The Cambridge History of English and American Literature in 18 Volumes (1907–21).
Volume XIII. The Victorian Age, Part One.
§ 22. Mark Rutherford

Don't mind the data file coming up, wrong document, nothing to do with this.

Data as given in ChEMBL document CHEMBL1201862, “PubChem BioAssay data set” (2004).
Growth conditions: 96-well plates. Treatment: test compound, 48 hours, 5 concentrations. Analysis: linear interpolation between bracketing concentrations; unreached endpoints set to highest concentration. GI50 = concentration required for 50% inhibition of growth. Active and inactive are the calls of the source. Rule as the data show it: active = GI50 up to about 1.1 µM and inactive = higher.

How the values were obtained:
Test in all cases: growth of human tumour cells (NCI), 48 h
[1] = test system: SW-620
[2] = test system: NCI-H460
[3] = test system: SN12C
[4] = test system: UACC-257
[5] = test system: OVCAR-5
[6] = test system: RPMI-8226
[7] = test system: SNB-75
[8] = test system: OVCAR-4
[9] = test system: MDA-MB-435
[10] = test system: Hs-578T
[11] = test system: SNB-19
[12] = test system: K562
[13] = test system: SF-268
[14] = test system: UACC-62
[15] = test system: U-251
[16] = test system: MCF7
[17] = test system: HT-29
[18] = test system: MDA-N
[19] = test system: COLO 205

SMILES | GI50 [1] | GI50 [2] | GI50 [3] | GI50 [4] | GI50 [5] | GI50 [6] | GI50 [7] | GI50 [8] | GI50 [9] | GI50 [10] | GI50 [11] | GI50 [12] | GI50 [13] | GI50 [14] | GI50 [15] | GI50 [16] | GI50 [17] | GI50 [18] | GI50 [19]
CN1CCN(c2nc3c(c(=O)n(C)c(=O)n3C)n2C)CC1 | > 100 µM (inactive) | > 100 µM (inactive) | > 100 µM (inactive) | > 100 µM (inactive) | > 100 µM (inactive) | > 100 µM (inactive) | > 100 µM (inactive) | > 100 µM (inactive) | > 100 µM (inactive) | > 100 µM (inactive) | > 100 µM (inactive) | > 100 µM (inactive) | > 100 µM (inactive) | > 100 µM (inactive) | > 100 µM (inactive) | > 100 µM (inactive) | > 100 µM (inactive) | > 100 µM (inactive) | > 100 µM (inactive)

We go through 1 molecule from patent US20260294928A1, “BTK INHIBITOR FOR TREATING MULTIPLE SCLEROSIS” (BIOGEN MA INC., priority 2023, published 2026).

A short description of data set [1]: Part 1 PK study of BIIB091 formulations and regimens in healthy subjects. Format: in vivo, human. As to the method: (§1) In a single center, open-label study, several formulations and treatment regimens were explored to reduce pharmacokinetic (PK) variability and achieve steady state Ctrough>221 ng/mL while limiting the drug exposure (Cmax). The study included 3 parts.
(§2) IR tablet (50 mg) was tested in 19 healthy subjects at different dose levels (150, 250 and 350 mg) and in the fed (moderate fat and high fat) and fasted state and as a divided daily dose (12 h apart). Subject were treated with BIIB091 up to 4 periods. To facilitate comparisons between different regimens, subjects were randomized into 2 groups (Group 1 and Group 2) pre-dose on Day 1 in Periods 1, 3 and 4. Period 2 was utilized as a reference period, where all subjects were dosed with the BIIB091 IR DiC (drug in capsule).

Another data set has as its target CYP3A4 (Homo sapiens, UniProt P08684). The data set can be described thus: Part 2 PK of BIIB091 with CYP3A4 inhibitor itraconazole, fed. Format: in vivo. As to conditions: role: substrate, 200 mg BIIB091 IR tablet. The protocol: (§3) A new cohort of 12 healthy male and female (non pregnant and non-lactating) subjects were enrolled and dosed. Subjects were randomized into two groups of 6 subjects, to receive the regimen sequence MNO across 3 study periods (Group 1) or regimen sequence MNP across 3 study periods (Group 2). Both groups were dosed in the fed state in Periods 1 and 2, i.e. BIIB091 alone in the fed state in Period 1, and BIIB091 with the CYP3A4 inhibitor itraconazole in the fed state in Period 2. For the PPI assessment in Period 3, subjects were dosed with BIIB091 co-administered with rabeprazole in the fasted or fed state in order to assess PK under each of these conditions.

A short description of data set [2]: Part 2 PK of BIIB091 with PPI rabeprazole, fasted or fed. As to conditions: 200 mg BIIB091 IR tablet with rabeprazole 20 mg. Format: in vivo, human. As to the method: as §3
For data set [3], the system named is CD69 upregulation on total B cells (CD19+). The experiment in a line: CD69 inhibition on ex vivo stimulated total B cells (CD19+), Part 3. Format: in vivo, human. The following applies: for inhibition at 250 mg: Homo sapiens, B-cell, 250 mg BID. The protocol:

The influence of Wilkie Collins was widespread and various; upon Dickens, it was large and reciprocal; the convivial Letters of Charles Dickens to Wilkie Collins are full of discussions of intrigues and plots. Collins set a standard of orderly and well-knit narrative at a time when both the example of the masters of fiction and the methods of publication, whether in parts or by instalments in magazines, tended to chaotic construction. Writers such as James Payn, Miss Braddon and Sir Walter Besant have this skill in composition and combine with it miscellaneous gifts of humour, observation and power to hold attention. But, in the case of these writers, however talented they may be, we are conscious that the impulse which began about 1848 is exhausted. Fiction becomes more and more competent in workmanship, while its themes, characters, scenes and standards become conventionalised. One writer, however, is untouched by these processes—Mark Rutherford (William Hale White). He delineated a noteworthy phase of English life, that of provincial dissent, at the moment when its younger educated ministers became aware of the shaken bases of the beliefs accepted by their congregations. The perplexity and misery of the sincere and thoughtful pastor’s situation are revealed with subtle insight and with the poignancy of actual experience in the Mark Rutherford books and in The Revolution in Tanner’s Lane (1887). The undercurrent of sadness which runs through his pages has, however, a still deeper cause, namely the constant baffling of the mind in the pursuit of absolute truth. Rutherford—himself an authoritative interpreter of Spinoza—commends the avoidance of metaphysical enquiry to those who value peace of mind. Thought, deeply pondered, emotional sincerity, vivid descriptive power and critical restraint distinguish the prose of this singular writer. Apart from him, the lesser novelists show few signs of originality until the influence of continental realism comes, belated, to England through later writers of the first rank.